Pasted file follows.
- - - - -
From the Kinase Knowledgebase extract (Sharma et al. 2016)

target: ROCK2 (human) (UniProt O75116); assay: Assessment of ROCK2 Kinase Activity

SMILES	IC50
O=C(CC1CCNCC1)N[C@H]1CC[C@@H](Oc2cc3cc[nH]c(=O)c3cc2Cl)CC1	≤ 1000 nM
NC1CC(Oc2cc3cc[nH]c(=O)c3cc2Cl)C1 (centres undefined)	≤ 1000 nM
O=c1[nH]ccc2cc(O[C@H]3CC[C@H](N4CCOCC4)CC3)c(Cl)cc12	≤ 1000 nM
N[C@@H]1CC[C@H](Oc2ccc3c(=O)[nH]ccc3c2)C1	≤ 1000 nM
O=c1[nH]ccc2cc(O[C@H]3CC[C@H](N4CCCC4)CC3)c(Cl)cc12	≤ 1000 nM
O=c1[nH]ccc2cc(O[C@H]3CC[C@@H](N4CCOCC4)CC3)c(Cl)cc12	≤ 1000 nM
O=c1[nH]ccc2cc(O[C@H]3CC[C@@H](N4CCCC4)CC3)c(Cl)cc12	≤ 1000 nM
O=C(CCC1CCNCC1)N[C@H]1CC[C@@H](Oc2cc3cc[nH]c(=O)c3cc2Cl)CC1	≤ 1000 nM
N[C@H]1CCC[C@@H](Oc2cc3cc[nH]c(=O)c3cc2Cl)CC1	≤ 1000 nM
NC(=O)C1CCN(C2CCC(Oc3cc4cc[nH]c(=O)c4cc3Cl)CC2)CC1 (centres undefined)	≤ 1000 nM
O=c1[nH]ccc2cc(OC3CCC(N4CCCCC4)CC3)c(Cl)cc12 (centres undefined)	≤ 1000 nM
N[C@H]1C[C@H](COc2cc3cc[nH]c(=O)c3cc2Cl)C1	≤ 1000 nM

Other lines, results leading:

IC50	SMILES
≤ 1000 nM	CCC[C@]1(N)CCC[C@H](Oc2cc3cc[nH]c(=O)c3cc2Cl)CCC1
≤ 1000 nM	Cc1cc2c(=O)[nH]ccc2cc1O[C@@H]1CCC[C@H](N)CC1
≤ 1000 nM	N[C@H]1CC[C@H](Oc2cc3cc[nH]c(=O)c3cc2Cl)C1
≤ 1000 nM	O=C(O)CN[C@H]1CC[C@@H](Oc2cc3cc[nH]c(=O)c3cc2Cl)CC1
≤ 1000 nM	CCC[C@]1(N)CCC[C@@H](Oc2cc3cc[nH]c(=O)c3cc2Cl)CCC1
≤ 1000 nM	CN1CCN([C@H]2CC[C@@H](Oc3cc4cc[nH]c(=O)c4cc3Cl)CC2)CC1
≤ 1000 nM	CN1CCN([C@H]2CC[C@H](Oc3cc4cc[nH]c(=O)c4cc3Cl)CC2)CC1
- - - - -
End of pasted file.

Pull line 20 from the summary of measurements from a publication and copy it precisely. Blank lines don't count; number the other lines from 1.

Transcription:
≤ 1000 nM	N[C@H]1CC[C@H](Oc2cc3cc[nH]c(=O)c3cc2Cl)C1